Daddy was just telling me about his favourite game as a child.
Run, Sheep. Run.
He explained that a group of kids would divide into two teams. The wolves. And the sheep.
The sheep would hide, then send one of their number back to the wolves. This messenger would quickly draw a map illustrating just where the sheep were hiding.
The wolves would then head out to find them.
In the meantime, the sheep could stay where they had last been seen. Or move somewhere else entirely.
Once the wolves got close to them however, their messenger, running along behind the wolves would yell, “Run, sheep! Run!”
The sheep would scatter and try to make their way back to the designated place of safety before the wolves ‘caught’ them.
Dad says he and his friends spent many, many happy hours playing this game.
It sounded like . . . heaven.
During my own childhood, we had many outdoor games that we played. Tag. Anti-Ei-Over, Frozen tag. Capture the Flag. Kick the can. How had I missed Run, sheep. Run?
Moving on . . .
A few months ago, my Husby and I were at Fort Edmonton Park.
Don’t worry. The two will connect . . .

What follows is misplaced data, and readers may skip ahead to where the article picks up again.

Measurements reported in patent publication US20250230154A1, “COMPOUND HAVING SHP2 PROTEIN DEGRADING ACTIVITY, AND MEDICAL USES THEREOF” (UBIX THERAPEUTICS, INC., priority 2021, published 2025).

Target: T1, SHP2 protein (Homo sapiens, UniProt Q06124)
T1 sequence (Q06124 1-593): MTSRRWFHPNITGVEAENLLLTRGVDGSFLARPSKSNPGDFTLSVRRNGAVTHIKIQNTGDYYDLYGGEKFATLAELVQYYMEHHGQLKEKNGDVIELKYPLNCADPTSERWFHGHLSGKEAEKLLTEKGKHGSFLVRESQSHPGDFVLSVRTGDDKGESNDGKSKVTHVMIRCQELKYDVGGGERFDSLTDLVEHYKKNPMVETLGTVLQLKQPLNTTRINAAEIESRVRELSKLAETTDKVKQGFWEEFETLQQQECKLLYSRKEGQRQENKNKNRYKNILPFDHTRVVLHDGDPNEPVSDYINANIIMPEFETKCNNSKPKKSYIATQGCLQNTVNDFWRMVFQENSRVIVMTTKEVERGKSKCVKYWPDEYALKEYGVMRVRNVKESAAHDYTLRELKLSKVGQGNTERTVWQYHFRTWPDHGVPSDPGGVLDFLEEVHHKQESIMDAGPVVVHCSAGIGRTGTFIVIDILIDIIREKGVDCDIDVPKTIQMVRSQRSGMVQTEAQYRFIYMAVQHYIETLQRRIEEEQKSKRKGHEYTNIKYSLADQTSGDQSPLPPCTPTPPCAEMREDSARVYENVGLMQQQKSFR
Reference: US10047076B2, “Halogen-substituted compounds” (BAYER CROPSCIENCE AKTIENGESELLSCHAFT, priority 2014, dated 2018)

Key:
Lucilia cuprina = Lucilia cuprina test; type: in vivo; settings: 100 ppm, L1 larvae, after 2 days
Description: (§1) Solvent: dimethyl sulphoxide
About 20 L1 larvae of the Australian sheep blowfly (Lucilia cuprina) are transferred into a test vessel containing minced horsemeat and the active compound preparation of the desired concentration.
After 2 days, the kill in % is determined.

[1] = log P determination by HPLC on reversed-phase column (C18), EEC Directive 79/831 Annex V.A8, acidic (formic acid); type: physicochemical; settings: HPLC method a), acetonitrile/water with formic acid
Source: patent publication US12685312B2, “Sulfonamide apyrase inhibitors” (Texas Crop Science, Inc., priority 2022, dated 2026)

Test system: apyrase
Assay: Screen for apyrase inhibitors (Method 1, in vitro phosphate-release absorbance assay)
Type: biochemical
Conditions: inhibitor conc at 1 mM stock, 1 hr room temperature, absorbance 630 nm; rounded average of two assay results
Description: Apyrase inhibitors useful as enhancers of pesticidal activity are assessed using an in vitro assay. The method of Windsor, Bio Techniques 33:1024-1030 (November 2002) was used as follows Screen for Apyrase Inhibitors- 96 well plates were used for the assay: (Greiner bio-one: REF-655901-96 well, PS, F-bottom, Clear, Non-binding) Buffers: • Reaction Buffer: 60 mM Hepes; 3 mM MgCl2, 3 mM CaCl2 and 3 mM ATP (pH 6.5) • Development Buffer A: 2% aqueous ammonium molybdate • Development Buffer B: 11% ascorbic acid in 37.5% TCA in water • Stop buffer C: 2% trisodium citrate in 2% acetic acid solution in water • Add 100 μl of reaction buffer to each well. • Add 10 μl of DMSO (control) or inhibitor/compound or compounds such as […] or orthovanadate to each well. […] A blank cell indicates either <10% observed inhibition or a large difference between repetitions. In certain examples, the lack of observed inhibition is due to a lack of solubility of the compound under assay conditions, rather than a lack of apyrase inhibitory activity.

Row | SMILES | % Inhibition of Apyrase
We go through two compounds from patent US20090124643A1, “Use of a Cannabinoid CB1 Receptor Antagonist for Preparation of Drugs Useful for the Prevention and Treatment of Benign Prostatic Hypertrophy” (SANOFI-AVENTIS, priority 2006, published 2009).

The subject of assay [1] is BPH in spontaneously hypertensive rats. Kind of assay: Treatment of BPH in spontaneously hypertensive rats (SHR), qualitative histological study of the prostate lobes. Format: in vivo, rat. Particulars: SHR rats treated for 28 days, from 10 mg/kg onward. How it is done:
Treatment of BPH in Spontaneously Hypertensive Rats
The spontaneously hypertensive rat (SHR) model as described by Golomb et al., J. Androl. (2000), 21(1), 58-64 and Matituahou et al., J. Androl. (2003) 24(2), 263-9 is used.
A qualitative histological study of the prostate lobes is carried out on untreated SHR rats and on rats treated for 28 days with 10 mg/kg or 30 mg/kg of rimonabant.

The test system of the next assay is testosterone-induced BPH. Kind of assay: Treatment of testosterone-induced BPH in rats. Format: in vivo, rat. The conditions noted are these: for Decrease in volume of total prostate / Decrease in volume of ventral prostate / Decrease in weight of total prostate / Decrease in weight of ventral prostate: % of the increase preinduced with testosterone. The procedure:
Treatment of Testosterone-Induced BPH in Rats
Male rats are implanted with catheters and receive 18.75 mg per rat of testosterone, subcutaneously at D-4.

For those not familiar with it, Fort Edmonton is a reconstruction of the original fort for which Edmonton is named. The fort itself is surrounded by several ‘streets’ of differing time periods, each telling of a moment in Edmonton’s past.
It is a fascinating place. Where people in period costumes re-enact social, political and economic situations.
I know. I sound like a brochure.
I love it there.
The reason for our visit was the fiftieth anniversary of my aunt and uncle.
We visited. Laughed. Ate. Visited. Laughed. Watched their grandkids perform vignettes from their grandparents’ history. Laughed. Visited.
And generally had a wonderful time.
Part way through the day, my Husby and I stepped out onto the boardwalk.
To find all of their grandkids, released from their acting responsibilities, happily engaged in a game of hide-and-seek.
I hadn’t seen kids play that in forever. Most of the kids I see now have their noses in an electronic device.
But here they were. Ranging in age from 3 to 15, all racing around to find places to hide.
And having a marvelous time.
Kids really can (and do) play outside.
Just like my Dad did.
It gave me hope.